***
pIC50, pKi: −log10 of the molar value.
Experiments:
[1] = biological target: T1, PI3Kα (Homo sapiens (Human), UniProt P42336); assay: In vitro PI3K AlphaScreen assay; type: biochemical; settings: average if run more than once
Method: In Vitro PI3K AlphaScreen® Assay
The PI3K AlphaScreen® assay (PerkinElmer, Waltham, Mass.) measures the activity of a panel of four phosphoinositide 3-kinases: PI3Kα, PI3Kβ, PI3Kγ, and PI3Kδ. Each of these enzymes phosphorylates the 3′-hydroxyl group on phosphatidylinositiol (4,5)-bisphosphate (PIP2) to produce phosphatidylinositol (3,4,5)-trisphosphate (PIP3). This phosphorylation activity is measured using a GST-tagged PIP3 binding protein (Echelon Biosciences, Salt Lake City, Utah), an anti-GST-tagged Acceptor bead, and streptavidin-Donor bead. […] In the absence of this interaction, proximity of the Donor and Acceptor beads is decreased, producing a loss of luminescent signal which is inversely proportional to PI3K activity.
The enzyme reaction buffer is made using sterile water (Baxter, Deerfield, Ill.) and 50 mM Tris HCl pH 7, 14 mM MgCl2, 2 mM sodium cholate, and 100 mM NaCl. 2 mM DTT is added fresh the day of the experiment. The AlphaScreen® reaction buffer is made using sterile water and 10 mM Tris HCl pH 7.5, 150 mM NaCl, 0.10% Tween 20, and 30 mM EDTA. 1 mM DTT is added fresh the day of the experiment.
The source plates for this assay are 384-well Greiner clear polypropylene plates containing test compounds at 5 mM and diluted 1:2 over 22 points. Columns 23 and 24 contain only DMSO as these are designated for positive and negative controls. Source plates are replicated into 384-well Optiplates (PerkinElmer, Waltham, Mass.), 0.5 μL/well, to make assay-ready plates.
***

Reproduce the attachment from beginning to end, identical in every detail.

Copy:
pIC50, pKi: −log10 of the molar value.
Experiments:
[1] = biological target: T1, PI3Kα (Homo sapiens (Human), UniProt P42336); assay: In vitro PI3K AlphaScreen assay; type: biochemical; settings: average if run more than once
Method: In Vitro PI3K AlphaScreen® Assay
The PI3K AlphaScreen® assay (PerkinElmer, Waltham, Mass.) measures the activity of a panel of four phosphoinositide 3-kinases: PI3Kα, PI3Kβ, PI3Kγ, and PI3Kδ. Each of these enzymes phosphorylates the 3′-hydroxyl group on phosphatidylinositiol (4,5)-bisphosphate (PIP2) to produce phosphatidylinositol (3,4,5)-trisphosphate (PIP3). This phosphorylation activity is measured using a GST-tagged PIP3 binding protein (Echelon Biosciences, Salt Lake City, Utah), an anti-GST-tagged Acceptor bead, and streptavidin-Donor bead. […] In the absence of this interaction, proximity of the Donor and Acceptor beads is decreased, producing a loss of luminescent signal which is inversely proportional to PI3K activity.
The enzyme reaction buffer is made using sterile water (Baxter, Deerfield, Ill.) and 50 mM Tris HCl pH 7, 14 mM MgCl2, 2 mM sodium cholate, and 100 mM NaCl. 2 mM DTT is added fresh the day of the experiment. The AlphaScreen® reaction buffer is made using sterile water and 10 mM Tris HCl pH 7.5, 150 mM NaCl, 0.10% Tween 20, and 30 mM EDTA. 1 mM DTT is added fresh the day of the experiment.
The source plates for this assay are 384-well Greiner clear polypropylene plates containing test compounds at 5 mM and diluted 1:2 over 22 points. Columns 23 and 24 contain only DMSO as these are designated for positive and negative controls. Source plates are replicated into 384-well Optiplates (PerkinElmer, Waltham, Mass.), 0.5 μL/well, to make assay-ready plates.